Boeing engineers allege retaliation over safety concerns

Apr 23, 2024, 2:38 PM

Boeing production floor...

Boeing production floor in Everett. (Photo: Bill Kaczaraba/MyNorthwest)

(Photo: Bill Kaczaraba/MyNorthwest)

Two engineers from Boeing’s Everett facility have alleged retaliation by the company’s management after they insisted on a re-evaluation of work on the 787 and 777 airliners in 2022, according to a claim from the Society of Professional Engineering Employees in Aerospace (SPEEA) union.

The engineers argued that the work needed to be reviewed under a new Federal Aviation Administration (FAA) advisory. However, Boeing resisted, citing increased costs and potential delays. Despite the pushback, the analysis was eventually carried out.

Following the review, both engineers received identical negative evaluations during their performance reviews. One of the engineers has since left the company, while the SPEEA union has filed a National Labor Relations Board complaint on behalf of the other.

Whistleblower: Boeing involved in ‘criminal cover-up’

The case involves the Organization Delegation Authorization (ODA) process, which allows Boeing employees to certify the company’s work on behalf of the FAA. The two engineers, acting under ODA authority, insisted on using a different set of assumptions in the analysis of the on-board computer networks on Boeing 777s and 787s to comply with the new FAA guidance.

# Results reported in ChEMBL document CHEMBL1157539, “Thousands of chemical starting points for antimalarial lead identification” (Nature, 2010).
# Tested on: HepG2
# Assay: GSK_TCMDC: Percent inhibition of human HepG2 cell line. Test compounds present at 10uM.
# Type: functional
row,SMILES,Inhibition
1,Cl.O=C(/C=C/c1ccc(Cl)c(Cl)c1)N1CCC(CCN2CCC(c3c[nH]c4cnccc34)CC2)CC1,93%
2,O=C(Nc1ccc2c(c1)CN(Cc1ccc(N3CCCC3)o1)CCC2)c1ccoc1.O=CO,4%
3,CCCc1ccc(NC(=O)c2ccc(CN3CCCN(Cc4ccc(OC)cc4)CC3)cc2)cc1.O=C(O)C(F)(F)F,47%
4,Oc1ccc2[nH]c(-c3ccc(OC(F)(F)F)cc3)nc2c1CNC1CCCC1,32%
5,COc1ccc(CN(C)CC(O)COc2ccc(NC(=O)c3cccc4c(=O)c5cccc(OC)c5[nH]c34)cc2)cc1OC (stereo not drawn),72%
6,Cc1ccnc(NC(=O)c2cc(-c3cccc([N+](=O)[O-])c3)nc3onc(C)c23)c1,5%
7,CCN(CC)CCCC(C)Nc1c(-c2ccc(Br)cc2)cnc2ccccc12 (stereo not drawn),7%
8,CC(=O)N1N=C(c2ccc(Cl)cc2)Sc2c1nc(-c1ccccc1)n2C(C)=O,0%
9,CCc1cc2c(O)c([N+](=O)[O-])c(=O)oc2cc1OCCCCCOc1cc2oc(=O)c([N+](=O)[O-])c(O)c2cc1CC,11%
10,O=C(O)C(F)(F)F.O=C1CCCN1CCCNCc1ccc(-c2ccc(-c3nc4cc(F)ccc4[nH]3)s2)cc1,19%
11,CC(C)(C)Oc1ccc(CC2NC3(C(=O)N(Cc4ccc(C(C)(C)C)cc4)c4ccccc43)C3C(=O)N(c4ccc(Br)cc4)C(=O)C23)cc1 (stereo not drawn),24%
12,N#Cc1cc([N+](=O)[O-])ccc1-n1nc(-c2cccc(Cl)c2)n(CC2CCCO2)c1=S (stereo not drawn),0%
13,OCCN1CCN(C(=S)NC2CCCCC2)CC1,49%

After nearly six months of debate, the engineers, backed by the FAA, prevailed, and Boeing re-did the required analysis.

One engineer filed a complaint which Boeing is required to respond to. SPEEA is currently seeking access to this report to appeal the remaining engineer’s negative performance review.

More on safety: Boeing put under Senate scrutiny during back-to-back hearings on aircraft maker’s safety culture

SPEEA Director of Strategic Development, Rich Plunkett, stated, “Whether it’s capital R ‘Retaliation’ or not, the fact remains that the two ODA-designated SPEEA members did the right thing and stuck to their guns despite heavy pressure from Boeing, and then got hit with career-damaging performance reviews. This helps show why Boeing doesn’t have a healthy safety culture.”

KIRO Newsradio has reached out to Boeing for comment. The case continues to unfold.

Heather Bosch is an award-winning anchor and reporter on KIRO Newsradio. You can read more of her stories here. Follow Heather on X, formerly known as Twitter, or email her here.

Contributing: Bill Kaczaraba, MyNorthwest

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Boeing engineers allege retaliation over safety concerns